Seriously, I have learned more about serging from you than from most any of my books.

            Edited 6/27/2009 1:02 pm by sewslow67

          5. MaryinColorado | | #13

            awe gee, I'm blushing here.....thanks for your kind words!  I've always wanted to take one of those instructor certification classes but couldn't afford to.  I've just taught myself by trial and (many) errors!  Maybe this will be the year that I actually put together a notebook with instructions, photographs, and samples.  I'd love to teach what I've learned and encourage others to enjoy serging as much as I do. 

            For now, I am having lots of fun exploring many techniques for artquilts.  Everyone here has such great information and so many great tips and ideas to try!  Mary 

          6. User avater
            JunkQueen | | #14

            Mary -- you should do that -- get certified AND put a notebook together. I wish I lived close enough to take a class from you. I always devour your serger posts. The techniques are innovative and the instructions very clear. By the way, thanks for all those posts.....

          7. MaryinColorado | | #16

            It means alot to hear such positive and encouraging words, thank You!  You ladies have given me more than compliments.  You have given me the confidence to consider possibilities again.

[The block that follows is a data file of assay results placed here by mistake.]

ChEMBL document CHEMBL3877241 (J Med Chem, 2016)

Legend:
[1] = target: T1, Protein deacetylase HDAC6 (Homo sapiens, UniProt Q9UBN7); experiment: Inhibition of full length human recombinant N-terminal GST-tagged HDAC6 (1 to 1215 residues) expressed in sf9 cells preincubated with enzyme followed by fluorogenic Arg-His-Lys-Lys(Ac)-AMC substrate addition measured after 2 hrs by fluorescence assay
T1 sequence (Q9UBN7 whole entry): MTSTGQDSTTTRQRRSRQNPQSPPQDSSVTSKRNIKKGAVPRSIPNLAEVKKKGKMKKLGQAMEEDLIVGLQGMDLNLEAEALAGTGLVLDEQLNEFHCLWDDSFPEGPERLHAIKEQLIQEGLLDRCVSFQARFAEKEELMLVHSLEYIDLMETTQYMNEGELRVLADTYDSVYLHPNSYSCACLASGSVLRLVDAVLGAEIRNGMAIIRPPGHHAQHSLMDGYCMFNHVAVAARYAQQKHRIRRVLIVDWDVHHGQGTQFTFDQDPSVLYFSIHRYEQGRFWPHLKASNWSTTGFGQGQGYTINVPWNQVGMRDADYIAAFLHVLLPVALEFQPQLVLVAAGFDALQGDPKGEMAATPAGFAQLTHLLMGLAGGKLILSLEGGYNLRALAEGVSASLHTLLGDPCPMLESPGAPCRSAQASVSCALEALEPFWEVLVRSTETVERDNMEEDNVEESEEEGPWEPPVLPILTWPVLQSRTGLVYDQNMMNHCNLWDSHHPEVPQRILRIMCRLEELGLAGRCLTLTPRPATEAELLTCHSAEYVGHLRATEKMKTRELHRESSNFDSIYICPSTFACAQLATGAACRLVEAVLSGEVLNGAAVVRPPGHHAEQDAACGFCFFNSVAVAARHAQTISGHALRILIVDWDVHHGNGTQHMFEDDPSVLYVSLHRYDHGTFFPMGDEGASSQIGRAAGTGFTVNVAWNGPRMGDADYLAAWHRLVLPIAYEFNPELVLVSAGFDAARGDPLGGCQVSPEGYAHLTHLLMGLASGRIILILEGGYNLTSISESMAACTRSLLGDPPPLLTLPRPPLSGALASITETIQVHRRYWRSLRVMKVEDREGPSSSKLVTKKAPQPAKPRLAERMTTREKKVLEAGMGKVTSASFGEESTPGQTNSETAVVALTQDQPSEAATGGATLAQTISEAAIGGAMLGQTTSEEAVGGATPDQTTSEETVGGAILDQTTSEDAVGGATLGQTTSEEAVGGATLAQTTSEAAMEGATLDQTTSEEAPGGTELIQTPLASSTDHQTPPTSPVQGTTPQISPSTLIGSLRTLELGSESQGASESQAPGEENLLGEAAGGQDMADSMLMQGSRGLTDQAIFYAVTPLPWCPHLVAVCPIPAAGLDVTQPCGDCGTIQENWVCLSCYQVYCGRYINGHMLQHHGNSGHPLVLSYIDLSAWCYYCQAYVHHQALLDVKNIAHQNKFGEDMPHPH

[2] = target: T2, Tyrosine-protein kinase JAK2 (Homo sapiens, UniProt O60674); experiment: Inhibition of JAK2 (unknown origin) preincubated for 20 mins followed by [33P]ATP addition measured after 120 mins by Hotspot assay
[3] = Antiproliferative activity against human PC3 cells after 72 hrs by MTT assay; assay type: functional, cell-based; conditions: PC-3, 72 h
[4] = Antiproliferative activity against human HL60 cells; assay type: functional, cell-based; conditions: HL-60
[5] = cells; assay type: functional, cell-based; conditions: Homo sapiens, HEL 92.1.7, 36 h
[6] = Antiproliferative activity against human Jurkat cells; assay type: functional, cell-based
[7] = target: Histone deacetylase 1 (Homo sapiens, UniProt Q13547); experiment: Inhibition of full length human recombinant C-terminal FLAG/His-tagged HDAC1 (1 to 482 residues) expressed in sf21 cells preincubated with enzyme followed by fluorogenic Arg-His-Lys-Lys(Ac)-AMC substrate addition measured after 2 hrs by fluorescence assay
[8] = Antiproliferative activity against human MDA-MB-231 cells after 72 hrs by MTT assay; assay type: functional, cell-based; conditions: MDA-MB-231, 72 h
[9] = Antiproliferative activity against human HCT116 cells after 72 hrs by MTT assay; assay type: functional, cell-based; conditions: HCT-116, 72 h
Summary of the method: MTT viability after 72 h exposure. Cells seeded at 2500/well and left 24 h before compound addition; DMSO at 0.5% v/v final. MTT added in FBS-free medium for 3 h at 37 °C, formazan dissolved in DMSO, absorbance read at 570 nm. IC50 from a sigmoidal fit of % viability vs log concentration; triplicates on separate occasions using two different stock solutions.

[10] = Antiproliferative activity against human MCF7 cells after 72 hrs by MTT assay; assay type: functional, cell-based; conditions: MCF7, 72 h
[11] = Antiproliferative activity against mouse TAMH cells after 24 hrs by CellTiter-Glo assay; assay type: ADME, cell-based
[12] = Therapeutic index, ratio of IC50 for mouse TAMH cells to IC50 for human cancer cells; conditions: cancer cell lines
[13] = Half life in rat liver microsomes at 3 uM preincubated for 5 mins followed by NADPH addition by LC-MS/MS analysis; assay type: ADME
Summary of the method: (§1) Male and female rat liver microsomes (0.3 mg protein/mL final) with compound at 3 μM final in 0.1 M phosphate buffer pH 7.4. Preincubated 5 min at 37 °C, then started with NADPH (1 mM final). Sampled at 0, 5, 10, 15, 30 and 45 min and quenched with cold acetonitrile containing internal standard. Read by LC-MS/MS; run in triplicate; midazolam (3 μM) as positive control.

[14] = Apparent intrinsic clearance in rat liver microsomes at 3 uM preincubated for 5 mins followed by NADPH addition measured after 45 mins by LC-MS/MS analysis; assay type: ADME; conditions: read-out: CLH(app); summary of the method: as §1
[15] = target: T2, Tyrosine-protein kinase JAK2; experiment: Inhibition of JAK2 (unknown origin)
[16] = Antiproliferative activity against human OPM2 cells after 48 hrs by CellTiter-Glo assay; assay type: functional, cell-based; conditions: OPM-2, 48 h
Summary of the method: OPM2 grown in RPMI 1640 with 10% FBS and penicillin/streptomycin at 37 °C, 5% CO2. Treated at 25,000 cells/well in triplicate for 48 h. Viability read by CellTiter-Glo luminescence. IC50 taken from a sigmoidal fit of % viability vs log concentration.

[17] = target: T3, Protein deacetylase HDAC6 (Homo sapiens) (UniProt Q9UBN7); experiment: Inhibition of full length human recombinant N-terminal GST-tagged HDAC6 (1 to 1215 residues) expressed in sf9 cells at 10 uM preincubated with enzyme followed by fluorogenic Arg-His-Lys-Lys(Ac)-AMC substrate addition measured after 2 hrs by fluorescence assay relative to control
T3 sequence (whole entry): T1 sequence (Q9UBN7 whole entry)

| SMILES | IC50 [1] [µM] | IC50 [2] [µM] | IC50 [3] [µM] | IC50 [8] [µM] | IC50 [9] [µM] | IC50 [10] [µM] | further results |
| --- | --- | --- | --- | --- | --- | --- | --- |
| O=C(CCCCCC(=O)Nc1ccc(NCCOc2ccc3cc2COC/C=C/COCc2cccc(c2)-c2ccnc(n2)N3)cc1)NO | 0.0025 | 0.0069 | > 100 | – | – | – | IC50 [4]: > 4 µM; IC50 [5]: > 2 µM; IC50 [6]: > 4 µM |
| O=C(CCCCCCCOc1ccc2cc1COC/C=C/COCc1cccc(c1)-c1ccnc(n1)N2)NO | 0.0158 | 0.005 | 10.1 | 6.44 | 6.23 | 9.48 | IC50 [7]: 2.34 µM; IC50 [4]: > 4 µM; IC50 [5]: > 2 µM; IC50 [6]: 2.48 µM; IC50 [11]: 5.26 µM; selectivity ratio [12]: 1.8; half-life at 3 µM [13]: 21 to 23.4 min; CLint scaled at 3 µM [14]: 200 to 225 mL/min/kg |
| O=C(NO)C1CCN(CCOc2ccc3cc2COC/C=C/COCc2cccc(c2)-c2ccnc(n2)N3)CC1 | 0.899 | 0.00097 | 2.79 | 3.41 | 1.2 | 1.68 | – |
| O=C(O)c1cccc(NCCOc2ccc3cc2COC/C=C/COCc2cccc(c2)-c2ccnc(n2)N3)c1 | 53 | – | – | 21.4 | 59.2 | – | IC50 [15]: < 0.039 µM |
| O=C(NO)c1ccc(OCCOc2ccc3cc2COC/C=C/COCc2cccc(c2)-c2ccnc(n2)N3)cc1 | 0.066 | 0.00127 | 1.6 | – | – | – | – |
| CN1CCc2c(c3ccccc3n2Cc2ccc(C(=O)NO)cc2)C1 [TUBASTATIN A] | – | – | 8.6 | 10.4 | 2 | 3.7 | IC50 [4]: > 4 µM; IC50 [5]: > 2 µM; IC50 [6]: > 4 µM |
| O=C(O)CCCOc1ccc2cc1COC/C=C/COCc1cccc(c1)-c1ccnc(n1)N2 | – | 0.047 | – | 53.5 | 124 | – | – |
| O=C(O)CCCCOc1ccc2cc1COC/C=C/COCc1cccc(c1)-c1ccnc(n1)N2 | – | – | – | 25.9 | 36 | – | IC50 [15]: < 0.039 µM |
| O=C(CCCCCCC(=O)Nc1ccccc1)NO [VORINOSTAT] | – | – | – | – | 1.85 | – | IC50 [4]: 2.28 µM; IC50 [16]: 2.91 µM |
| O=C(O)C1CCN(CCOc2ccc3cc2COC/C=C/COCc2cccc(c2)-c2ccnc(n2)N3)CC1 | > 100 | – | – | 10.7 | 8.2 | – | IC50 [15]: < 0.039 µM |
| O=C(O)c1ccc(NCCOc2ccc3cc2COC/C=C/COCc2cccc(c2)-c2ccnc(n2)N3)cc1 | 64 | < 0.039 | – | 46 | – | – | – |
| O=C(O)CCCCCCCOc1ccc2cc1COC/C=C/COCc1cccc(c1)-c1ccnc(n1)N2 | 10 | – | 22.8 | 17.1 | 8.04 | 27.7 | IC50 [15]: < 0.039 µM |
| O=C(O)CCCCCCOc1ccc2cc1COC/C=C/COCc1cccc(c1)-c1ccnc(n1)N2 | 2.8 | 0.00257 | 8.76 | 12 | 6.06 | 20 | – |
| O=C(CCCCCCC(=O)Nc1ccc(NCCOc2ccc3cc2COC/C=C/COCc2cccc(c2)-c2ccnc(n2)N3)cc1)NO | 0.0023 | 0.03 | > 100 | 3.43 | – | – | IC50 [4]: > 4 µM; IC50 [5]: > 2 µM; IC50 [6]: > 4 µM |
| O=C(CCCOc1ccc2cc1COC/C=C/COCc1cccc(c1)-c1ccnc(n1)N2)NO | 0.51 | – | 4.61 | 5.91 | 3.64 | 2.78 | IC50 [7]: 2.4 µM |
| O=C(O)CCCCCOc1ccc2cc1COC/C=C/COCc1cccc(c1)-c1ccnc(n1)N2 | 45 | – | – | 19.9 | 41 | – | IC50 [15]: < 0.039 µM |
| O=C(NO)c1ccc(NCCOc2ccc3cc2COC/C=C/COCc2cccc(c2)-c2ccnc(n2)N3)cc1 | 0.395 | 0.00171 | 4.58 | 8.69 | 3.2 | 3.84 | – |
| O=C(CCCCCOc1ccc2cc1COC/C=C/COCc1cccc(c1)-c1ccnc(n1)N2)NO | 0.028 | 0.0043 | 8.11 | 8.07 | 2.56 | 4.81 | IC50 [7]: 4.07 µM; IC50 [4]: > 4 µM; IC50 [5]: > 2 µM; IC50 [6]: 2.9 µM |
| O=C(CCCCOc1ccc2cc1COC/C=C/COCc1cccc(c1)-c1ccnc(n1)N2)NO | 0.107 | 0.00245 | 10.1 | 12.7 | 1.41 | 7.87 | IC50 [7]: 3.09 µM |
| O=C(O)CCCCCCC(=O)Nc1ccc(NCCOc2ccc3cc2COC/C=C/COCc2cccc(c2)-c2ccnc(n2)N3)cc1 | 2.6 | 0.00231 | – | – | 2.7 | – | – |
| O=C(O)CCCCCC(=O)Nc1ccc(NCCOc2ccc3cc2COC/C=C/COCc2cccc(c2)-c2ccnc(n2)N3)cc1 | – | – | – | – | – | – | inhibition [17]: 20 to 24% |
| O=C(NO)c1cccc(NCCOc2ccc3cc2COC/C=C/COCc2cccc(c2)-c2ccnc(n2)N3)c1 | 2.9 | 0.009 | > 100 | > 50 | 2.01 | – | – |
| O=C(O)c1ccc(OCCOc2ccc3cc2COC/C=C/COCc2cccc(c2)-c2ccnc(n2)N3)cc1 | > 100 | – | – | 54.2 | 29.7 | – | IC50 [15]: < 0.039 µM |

I've been floundering in a midlife crisis (pardon the cliche') and feeling like I needed to do "something", to find some purpose again.   

            With the longer term goal of doing the serger notebook,  it just might get my motor running to be more productive and focused.

             

          8. sewslow67 | | #15

            I will hold good thoughts for your to get your notebook and materials ready so you can teach, Mary.  You have a way of explaining techniques that are most helpful, and I know your business would grow, should that be what you want to do eventually.  I know I have appreciated you sharing your knowledge and also your encouragement in using a serger.  Until you shared your experiences, I only used mine for finishing edges.  I am now just starting to "put my toe in the water", so to speak, and it's quite fun.  So I thank you once again.

            As my grandchildren would say:  "You rock"!!  chuckle, chuckle

          9. MaryinColorado | | #17

            Bless You Ladies!  Maybe I'll start with some serger potholders for Christmas gifts? 

            I need to do more quick and easy projects again.  It seems since I learned to quilt I've been doing more planning, daydreaming, and playing than actual sewing.  (Mary the Faery, giggle).  Guess I needed this year to follow my Muse and just enjoy the creative process.  I think it's time to be more productive so I have more of a feeling of accomplishment and purpose now.